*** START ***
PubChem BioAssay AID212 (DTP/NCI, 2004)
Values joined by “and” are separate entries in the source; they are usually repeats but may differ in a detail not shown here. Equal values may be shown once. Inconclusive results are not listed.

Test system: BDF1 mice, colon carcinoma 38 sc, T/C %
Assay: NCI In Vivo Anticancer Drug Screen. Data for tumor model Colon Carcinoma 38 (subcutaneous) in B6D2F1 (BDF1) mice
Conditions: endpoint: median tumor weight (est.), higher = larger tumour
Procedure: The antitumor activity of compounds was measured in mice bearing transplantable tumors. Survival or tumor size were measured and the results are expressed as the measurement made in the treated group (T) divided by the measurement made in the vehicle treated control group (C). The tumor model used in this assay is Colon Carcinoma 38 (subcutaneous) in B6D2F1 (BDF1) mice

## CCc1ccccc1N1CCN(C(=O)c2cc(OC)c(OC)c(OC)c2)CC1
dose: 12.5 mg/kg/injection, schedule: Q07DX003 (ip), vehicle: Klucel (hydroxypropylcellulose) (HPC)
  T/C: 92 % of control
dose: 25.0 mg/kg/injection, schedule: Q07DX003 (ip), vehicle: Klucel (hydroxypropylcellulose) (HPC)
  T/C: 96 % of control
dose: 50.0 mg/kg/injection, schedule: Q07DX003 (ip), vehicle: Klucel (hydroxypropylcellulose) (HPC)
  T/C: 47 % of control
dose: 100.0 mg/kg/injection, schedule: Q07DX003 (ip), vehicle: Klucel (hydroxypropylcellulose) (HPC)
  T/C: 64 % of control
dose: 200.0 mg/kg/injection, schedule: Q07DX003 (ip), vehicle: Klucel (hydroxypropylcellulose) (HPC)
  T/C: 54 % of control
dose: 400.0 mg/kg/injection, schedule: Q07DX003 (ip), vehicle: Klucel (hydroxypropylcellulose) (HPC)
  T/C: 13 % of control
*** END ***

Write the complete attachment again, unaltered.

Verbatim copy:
PubChem BioAssay AID212 (DTP/NCI, 2004)
Values joined by “and” are separate entries in the source; they are usually repeats but may differ in a detail not shown here. Equal values may be shown once. Inconclusive results are not listed.

Test system: BDF1 mice, colon carcinoma 38 sc, T/C %
Assay: NCI In Vivo Anticancer Drug Screen. Data for tumor model Colon Carcinoma 38 (subcutaneous) in B6D2F1 (BDF1) mice
Conditions: endpoint: median tumor weight (est.), higher = larger tumour
Procedure: The antitumor activity of compounds was measured in mice bearing transplantable tumors. Survival or tumor size were measured and the results are expressed as the measurement made in the treated group (T) divided by the measurement made in the vehicle treated control group (C). The tumor model used in this assay is Colon Carcinoma 38 (subcutaneous) in B6D2F1 (BDF1) mice

## CCc1ccccc1N1CCN(C(=O)c2cc(OC)c(OC)c(OC)c2)CC1
dose: 12.5 mg/kg/injection, schedule: Q07DX003 (ip), vehicle: Klucel (hydroxypropylcellulose) (HPC)
  T/C: 92 % of control
dose: 25.0 mg/kg/injection, schedule: Q07DX003 (ip), vehicle: Klucel (hydroxypropylcellulose) (HPC)
  T/C: 96 % of control
dose: 50.0 mg/kg/injection, schedule: Q07DX003 (ip), vehicle: Klucel (hydroxypropylcellulose) (HPC)
  T/C: 47 % of control
dose: 100.0 mg/kg/injection, schedule: Q07DX003 (ip), vehicle: Klucel (hydroxypropylcellulose) (HPC)
  T/C: 64 % of control
dose: 200.0 mg/kg/injection, schedule: Q07DX003 (ip), vehicle: Klucel (hydroxypropylcellulose) (HPC)
  T/C: 54 % of control
dose: 400.0 mg/kg/injection, schedule: Q07DX003 (ip), vehicle: Klucel (hydroxypropylcellulose) (HPC)
  T/C: 13 % of control